It is relatively easy to show using inversion that, in the Apollonian circles, every blue circle intersects every red circle orthogonally, i.e., at a right angle. Inversion of the blue Apollonian circles with respect to a circle centered on point C results in a pencil of concentric circles centered at the image of point D. The same inversion transforms the red circles into a set of straight lines that all contain the image of D. Thus, this inversion transforms the bipolar coordinate system defined by the Apollonian circles into a polar coordinate system. Obviously, the transformed pencils meet at right angles. Since inversion is a conformal transformation, it preserves the angles between the curves it transforms, so the original Apollonian circles also meet at right angles.

Alternatively,[4] the orthogonal property of the two pencils follows from the defining property of the radical axis, that from any point X on the radical axis of a pencil P the lengths of the tangents from X to each circle in P are all equal. It follows from this that the circle centered at X with length equal to these tangents crosses all circles of P perpendicularly. The same construction can be applied for each X on the radical axis of P, forming another pencil of circles perpendicular to P.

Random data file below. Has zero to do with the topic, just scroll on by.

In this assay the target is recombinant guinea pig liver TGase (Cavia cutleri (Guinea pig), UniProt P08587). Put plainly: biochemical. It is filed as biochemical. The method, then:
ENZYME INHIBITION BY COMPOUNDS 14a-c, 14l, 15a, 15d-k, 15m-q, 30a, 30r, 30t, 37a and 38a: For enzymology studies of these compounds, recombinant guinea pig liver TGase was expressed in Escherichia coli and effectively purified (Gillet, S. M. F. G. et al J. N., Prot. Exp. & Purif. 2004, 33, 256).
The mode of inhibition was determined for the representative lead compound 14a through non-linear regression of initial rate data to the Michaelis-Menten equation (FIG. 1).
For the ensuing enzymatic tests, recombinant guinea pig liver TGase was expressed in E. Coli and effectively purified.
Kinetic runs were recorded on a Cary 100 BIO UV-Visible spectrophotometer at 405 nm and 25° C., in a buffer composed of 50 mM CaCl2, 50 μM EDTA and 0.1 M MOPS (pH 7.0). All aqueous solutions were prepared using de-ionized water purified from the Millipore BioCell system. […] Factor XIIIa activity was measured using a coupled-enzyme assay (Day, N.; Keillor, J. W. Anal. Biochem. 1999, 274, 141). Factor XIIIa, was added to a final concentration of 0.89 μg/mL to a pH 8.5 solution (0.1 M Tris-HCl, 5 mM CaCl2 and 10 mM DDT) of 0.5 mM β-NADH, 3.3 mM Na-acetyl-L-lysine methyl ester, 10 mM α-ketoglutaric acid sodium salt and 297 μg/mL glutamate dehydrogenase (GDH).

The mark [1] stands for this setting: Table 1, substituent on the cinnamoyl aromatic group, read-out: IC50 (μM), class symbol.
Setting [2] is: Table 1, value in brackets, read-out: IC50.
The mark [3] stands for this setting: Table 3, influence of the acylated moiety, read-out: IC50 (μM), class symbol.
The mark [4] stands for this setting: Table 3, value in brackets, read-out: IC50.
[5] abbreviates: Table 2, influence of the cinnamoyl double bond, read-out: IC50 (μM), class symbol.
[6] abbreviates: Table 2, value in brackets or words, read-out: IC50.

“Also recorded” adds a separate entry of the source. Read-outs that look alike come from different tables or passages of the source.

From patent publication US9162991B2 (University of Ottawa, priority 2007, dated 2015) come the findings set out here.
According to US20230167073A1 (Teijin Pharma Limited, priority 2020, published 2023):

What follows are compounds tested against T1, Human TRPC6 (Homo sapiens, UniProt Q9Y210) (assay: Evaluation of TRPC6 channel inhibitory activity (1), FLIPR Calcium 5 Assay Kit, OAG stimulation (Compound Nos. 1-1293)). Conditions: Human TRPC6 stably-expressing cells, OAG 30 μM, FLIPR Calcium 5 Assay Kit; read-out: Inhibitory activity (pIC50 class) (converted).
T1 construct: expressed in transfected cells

More generally, for every pencil of circles there exists a unique pencil consisting of the circles that are perpendicular to the first pencil. If one pencil is elliptic, its perpendicular pencil is hyperbolic, and vice versa; in this case the two pencils form a set of Apollonian circles. The pencil of circles perpendicular to a parabolic pencil is also parabolic; it consists of the circles that have the same common tangent point but with a perpendicular tangent line at that point.[5]


  1. ^ Pfeifer & Van Hook (1993).
  2. ^ Schwerdtfeger (1979, pp. 8–10).
  3. ^ MathWorld uses “coaxal,” while Akopyan & Zaslavsky (2007) prefer “coaxial.”
  4. ^ Akopyan & Zaslavsky (2007), p. 59.
  5. ^ Schwerdtfeger (1979, pp. 30–31, Theorem A).


  • Akopyan, A. V.; Zaslavsky, A. A. (2007), Geometry of Conics, Mathematical World, 26, American Mathematical Society, pp. 57–62, ISBN 978-0-8218-4323-9.
  • Pfeifer, Richard E.; Van Hook, Cathleen (1993), "Circles, Vectors, and Linear Algebra", Mathematics Magazine, 66 (2): 75–86, doi:10.2307/2691113, JSTOR 2691113.
  • Schwerdtfeger, Hans (1979), Geometry of Complex Numbers: Circle Geometry, Moebius Transformation, Non-Euclidean Geometry, Dover, pp. 8–10.
  • Samuel, Pierre (1988), Projective Geometry, Springer, pp. 40–43.
  • Ogilvy, C. Stanley (1990), Excursions in Geometry, Dover, ISBN 0-486-26530-7.